Autism and Different Areas of the Brain

DTI image

DTI image (Photo credit: Wikipedia)

Autistic individuals tend to use different are...

Autistic individuals tend to use different areas of the brain (yellow) for a movement task compared to a control group (blue). Powell K. Opening a window to the autistic brain. PLoS Biol . 2004 ;2(8) :E267. doi:10.1371/journal.pbio.0020267. PMID 15314667. PMC 509312. (Photo credit: Wikipedia)

Men and women are very different in many different ways, that is a given. Just because a person may have a challenge of some sort like Autism, Cerebral Palsy or microcephaly ect. does not mean we are biologically going to react the same.

Everyone is an individual with individual needs. Men and women with challenges are no different in their “differences” than anyone else.

It is interesting to me however, is the people who are researching the differences of the Autistic male brain, and the Autistic female brain are finding some amazing results.

“We compared the brains of male patients with and without autism, so we have a pattern to demonstrate how autism manifests in the brain, and then do the same thing for females,” Dr. Meng-Chuan Lai, who led the research project, told FoxNews.com. “So if autism manifests the same for males and females, then the (patterns would be) quite alike. If it manifests differently by gender, then the two patterns would be quite distinct. And that’s what we found.”

Utilizing magnetic resonance imaging (MRI), the researchers scanned and compared the brains of 30 male and 30 female autism patients between the ages of 18 and 49, none of whom had intellectual disabilities. The brain scans were then compared to those of 30 male and 30 female control patients, who were considered typical developing adults.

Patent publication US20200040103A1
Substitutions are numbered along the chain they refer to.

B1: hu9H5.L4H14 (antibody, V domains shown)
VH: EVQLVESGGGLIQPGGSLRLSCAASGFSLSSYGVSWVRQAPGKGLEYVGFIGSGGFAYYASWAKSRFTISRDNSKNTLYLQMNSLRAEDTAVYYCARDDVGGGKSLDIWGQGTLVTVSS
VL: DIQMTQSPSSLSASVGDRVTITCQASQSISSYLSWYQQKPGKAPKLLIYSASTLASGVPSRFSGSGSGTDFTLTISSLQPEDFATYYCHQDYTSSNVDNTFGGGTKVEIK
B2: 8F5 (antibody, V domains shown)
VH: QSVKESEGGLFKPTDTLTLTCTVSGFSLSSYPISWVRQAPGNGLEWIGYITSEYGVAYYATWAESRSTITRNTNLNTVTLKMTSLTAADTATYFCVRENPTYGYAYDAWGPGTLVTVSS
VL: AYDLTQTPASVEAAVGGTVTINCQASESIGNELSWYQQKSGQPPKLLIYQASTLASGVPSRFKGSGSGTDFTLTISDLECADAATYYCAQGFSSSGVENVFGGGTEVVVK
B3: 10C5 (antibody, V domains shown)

As expected, the tests found that the brain anatomies of females with autism were substantially different when compared to the brains of their male counterparts. In fact, a completely different set of brain regions were implicated in the male autism brains than in the female autism brains.

The brain imaging revealed that females with autism showed what the scientists referred to as neuroanatomical “masculinization.” meaning areas of the brain that were atypical in adult females with autism were similar to areas that differ between typical developing males and females. This brain difference was not seen in the adult males with autism.

“The key message is that researchers should not really assume that what we know about autism in males will always be applicable to females,” Lai said. “We need to pay more attention to the female population, looking at males and females separately and jointly. We have to identify both similarities and differences.”

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One thought on “Autism and Different Areas of the Brain

  1. Pingback: Autism and Different Areas of the Brain | Sarah's Voice

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